Find your floor

One of the most exciting and rewarding things about building your own home is having a say on all of the little details that truly make the space yours. Oddly enough, this can also be one of the more stressful parts of a custom build, especially if you’re overwhelmed by choices. Doing your homework and having a knowledgeable and helpful build team will help make decisions easier. Flooring is one of those decisions – there are so many options, each with their pros and cons. This article will help you weigh some of the pros and cons of each.

Hardwood

Hardwood floors are the timeless choice that can give your house a classic, cozy feel or a clean, modern look. Available in a variety of styles and hues, it is the most popular choice with homeowners. It works in pretty much every room in your house, but can sustain water damage, especially if not cared for properly. It’s rarely used in bathrooms and kitchens, although you see it more and more in kitchens, especially in houses with open floor plans. The upfront costs of installation can be higher than other options, and can require refinishing in the long run. But, if cared for properly, it will last a lifetime.

Laminate

Laminate is a very popular choice with homeowners because it mimics most of the aesthetic qualities of hardwood, but is often more durable and a fraction of the price. Although if it does become damaged, it is much more difficult to repair than hardwood; you can’t refinish it, you have to replace it. It’s a great choice for basements as you get the look of hardwood, without the cost or upkeep, and it’s generally better with exposure to moisture, on the surface anyways.

Stone

When it comes to a dramatic, durable and relatively maintenance-free flooring option, you can’t beat stone. It looks gorgeous and adds a certain panache to any space. But that can come with a price – installation is usually more expensive than other options. And a high-gloss stone floor can be slippery and not a great option for houses with kids or elderly people.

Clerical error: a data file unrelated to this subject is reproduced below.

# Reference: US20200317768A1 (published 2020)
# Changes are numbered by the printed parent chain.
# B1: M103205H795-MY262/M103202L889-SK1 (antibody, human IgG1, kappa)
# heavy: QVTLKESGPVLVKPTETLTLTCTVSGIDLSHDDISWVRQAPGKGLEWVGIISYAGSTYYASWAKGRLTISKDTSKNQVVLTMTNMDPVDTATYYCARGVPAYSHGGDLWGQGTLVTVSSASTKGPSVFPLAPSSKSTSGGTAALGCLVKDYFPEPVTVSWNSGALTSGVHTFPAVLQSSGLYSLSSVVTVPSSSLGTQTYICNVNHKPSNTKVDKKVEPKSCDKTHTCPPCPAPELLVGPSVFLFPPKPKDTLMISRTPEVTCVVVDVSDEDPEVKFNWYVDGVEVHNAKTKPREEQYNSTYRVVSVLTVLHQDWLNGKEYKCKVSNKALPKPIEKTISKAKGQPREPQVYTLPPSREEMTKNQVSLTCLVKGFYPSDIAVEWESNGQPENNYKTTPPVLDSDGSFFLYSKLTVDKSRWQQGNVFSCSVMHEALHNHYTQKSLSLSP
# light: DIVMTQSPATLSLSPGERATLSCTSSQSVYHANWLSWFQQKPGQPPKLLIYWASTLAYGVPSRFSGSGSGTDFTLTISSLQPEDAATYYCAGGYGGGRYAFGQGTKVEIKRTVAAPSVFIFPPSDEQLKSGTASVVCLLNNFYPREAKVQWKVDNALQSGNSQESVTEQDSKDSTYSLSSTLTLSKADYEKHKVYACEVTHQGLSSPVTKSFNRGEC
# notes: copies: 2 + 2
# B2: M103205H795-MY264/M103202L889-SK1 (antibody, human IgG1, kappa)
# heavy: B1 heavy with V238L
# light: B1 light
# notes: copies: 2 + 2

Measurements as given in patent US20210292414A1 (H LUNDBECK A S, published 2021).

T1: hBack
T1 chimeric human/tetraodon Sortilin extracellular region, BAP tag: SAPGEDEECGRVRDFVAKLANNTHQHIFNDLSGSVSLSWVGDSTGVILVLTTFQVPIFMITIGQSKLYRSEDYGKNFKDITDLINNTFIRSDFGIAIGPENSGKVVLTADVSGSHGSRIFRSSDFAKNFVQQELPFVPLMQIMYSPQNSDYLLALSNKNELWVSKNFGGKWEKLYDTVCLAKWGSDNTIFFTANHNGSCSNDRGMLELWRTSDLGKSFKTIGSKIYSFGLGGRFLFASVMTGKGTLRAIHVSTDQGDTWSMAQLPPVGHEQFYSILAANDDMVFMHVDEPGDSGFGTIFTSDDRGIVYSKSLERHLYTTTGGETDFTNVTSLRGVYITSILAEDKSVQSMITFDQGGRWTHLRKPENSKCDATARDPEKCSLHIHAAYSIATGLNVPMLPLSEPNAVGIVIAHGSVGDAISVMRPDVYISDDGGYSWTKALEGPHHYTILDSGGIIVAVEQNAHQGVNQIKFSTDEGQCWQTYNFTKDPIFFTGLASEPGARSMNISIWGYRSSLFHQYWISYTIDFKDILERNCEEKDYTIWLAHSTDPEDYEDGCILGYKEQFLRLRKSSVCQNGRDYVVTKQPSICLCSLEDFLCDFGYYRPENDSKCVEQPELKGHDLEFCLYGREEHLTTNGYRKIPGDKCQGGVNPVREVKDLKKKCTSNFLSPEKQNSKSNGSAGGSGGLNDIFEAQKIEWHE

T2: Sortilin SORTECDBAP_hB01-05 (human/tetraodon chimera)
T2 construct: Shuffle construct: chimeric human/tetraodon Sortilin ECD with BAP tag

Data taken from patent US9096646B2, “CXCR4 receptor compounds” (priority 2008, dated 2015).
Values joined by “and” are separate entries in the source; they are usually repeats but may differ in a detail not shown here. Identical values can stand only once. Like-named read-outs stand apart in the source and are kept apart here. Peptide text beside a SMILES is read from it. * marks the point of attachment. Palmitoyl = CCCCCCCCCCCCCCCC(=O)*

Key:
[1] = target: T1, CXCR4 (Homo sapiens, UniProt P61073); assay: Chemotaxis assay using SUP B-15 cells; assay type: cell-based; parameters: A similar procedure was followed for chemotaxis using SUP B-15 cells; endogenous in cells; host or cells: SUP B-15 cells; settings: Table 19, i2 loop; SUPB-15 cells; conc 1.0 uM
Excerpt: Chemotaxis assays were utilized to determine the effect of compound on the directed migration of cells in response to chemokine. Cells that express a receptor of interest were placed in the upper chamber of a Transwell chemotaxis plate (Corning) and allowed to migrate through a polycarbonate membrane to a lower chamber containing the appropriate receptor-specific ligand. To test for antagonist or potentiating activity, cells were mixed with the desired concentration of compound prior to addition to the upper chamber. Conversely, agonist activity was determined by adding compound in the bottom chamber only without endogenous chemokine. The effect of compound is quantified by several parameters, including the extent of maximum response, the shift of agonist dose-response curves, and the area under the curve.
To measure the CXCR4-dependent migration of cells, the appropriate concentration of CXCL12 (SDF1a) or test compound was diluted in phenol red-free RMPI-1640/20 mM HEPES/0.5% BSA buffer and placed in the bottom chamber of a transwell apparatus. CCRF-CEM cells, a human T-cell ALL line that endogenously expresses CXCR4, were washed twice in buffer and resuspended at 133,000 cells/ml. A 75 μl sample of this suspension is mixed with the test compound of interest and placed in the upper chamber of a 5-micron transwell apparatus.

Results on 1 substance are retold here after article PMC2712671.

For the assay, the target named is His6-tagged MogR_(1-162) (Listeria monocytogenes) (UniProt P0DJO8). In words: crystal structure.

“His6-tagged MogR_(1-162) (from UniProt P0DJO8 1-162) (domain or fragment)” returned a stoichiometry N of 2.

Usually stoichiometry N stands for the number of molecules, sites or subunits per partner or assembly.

Tile

Tile is available in a variety of colours, styles, sizes and textures, which gives you limitless design options. It’s water resistant and great choice for bathrooms and kitchens. It’s also usually more affordable to install over hardwood or stone. But it also has its drawbacks – there is constant upkeep of the grout, it can be cold on the feet unless you install radiant floor heating, and cracked or broken tiles can be difficult to replace, especially if your tile is discontinued.

Cork

Cork has regained its popularity with designers in recent years – it’s eco-friendly, generally quite durable and adds a great warmth to a space. It is quite expensive though and can be susceptible to water damage if not sealed correctly.

Carpet

Carpet is still a popular choice for basements and kid’s rooms for its tactile softness and general warmth. Carpet also works well to dampen sound – making it another great option for a basement full of kids. It’s generally less expensive than other flooring types, but is harder to clean, and often need complete replacement if there is water damage or large staining.

Vinyl

Vinyl is durable, affordable, easy to clean and great for high-traffic areas. Modern vinyl is nothing like the vinyl flooring we grew up with – the options are much more broad and high-end, and with modern printing practices, it can be hard to tell it from other, more expensive, flooring options. It’s less expensive to purchase and install, but some people still find it hard to move past the stigma of vinyl as a lower quality, lower grade flooring option. Either way it’s still a great option for bathrooms, laundry rooms, boot rooms, kitchens, basements and pretty much anywhere you experience high traffic and the possibility of moisture on the floor.

When it comes to floors, there are a multitude of options that all offer benefits and drawbacks. It’s important to look at your budget and lifestyle and choose the right option for every room in your house. Our team is happy to sit down with you and discuss these options, and every option in the home-building process.